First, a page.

The national referendum was authorized by the 54th Legislature through the adoption of a joint resolution (Leg-002/2019) on September 30, 2019 and approved by the President and published into handbills is seeking to amend certain portions of the Constitution of Liberia to allow dual citizenship, reduction in the tenure of the President, Vice President and members of the Legislature as well as the change in the date of Liberia’s presidential and legislative elections.

But the leaders of the group, further backing their claims in a virtual news conference on Wednesday, warned that combining the two events will defeat the crucial propositions as it did in the 2011 referendum.

On August 23, 2011, Liberians went to the polls to vote to amend a proposal to reduce by half the ten-year residency requirement for presidential candidates, a proposal to change constitutionally mandated general elections date, a proposal to extend the retirement age of judges from 70 to 75, and to amend a proposal that requires that elections to public office be won by a simple majority, and not by an absolute majority.

Of the total of 1.7 million registered voters, only 615, 203 voted for the referendum.

The NEC tabulated and counted the votes in the referendum and announced that none of the four prepositions received the required two-thirds votes of the total votes cast.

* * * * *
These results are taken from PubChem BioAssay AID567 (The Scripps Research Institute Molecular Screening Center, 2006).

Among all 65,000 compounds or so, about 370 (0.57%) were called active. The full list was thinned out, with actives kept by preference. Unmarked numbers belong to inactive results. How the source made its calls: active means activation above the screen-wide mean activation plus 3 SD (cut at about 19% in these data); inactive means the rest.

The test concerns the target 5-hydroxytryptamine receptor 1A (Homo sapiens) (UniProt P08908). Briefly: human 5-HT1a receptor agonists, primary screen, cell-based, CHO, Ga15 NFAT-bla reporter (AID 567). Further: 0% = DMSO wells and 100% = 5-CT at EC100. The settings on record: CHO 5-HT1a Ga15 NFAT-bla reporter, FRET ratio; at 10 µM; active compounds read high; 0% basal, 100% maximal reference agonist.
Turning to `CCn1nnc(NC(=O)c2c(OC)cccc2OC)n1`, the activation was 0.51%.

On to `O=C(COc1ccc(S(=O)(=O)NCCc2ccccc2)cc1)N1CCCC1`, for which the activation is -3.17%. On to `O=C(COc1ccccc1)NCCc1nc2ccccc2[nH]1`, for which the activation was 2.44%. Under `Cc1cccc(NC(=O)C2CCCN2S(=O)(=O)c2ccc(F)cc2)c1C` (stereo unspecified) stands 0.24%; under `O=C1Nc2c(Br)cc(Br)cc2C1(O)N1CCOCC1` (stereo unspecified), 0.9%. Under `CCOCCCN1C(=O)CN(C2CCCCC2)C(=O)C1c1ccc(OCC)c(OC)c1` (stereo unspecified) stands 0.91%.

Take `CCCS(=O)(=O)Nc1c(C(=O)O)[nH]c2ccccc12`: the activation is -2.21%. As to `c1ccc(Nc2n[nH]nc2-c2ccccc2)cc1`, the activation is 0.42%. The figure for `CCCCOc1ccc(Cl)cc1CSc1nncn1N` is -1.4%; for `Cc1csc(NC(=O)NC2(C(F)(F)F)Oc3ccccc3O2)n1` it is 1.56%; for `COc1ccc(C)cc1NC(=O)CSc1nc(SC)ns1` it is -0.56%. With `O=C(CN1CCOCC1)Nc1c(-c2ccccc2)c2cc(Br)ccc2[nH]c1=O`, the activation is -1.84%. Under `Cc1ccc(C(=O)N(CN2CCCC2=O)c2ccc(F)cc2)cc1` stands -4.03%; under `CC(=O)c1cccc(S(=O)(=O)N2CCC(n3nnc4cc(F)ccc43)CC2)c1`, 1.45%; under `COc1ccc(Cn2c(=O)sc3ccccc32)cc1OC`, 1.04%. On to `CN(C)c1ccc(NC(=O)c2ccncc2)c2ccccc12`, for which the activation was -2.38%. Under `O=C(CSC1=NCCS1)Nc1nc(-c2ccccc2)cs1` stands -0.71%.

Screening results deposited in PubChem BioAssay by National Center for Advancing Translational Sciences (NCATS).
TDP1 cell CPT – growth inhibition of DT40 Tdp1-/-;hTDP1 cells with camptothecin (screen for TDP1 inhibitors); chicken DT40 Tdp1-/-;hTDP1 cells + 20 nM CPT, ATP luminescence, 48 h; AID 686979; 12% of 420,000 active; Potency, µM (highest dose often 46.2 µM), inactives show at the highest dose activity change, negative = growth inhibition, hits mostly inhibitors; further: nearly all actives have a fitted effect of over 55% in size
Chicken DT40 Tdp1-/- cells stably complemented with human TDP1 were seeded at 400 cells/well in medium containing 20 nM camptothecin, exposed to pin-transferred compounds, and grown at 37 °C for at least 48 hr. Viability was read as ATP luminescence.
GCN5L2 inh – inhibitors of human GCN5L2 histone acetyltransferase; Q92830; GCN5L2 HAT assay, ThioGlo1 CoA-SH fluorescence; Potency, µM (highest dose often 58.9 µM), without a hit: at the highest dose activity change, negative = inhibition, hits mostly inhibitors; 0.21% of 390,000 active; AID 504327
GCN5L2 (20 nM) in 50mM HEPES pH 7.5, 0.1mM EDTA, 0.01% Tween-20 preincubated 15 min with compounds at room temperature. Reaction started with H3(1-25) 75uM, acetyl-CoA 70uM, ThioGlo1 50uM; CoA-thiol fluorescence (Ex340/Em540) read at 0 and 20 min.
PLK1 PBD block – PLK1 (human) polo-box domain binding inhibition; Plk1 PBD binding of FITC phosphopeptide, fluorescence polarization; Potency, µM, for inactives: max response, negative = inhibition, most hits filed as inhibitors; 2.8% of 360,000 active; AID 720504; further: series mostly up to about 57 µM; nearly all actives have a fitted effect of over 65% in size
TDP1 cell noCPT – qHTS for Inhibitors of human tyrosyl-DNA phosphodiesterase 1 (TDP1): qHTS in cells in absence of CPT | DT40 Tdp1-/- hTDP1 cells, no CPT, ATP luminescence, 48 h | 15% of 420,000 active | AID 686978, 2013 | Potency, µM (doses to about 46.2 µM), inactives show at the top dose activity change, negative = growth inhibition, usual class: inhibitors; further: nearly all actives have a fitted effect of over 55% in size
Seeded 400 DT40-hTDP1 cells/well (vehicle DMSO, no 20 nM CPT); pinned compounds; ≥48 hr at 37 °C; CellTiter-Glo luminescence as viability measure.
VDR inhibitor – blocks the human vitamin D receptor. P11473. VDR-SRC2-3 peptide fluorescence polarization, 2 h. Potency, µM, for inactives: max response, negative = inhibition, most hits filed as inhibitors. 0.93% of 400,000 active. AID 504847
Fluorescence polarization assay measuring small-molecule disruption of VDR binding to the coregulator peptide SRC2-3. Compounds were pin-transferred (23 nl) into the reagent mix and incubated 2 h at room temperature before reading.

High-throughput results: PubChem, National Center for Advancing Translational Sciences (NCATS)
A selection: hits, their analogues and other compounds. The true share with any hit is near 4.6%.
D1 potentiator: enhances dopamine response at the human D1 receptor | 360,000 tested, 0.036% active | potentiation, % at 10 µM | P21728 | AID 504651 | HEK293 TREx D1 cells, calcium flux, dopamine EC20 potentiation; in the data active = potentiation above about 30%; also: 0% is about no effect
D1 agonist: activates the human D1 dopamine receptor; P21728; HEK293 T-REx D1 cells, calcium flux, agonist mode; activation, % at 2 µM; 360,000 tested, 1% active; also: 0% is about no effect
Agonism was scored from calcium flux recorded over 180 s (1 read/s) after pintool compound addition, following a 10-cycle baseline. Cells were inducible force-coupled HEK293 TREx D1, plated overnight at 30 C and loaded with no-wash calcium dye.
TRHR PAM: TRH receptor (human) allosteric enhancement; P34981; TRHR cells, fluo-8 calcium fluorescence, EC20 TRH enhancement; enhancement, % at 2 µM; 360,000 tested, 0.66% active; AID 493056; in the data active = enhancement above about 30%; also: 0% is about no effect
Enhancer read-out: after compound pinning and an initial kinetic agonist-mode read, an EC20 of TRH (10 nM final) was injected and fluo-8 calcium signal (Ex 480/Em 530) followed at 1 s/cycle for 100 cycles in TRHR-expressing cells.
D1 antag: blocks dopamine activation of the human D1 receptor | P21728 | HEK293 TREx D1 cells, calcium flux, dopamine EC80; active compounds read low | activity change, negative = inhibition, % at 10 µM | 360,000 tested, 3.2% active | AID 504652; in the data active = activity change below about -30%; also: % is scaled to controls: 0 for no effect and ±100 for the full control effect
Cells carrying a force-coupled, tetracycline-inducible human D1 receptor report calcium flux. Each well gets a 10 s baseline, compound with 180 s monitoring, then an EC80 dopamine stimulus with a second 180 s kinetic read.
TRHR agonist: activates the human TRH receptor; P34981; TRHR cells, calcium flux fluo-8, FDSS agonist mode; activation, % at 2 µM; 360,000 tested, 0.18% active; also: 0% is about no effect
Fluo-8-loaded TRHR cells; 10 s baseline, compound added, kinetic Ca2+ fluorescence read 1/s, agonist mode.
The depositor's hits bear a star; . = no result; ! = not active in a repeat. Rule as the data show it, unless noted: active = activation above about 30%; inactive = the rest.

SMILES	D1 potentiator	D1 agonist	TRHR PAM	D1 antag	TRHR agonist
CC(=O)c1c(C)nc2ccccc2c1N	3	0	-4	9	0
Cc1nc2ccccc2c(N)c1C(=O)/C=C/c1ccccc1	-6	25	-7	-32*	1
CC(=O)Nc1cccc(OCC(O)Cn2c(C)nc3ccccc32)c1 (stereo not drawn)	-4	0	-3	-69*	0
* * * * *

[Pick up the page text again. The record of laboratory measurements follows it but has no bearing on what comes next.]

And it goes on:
However, based on a petitioned from then Unity Party’s National Chairman Cllr. Varney Sherman (now Senator), the Supreme Court ruled that Proposition number four, which called for election to public office (except the President and Vice president) be won by simple majority should be passed.

Unlike the referendum, the group noted that the presidential and legislative elections, which were held in the same year attracted tremendous attention over the referendum and made it a side issue completely.

It warned that if this referendum is defeated as a result of low turnout or other reasons, it will be difficult to reintroduce these same propositions for future referenda.

“Learning from the recent past, the 2011 President and Legislative Elections that were combined with the Referendum clearly defeated the purpose of the crucial Propositions that were in the Referendum.”

The group’s executives further that “right now, we are in a better position to prevent this from happening as the Government is yet to mobilize and make available the needed financial resources for the Referendum and Senatorial Election.”

They also pledged to offer the organization’s assistance to NEC in whatever positive way to ensure that process is carried on smoothly if their request is granted by the Legislature.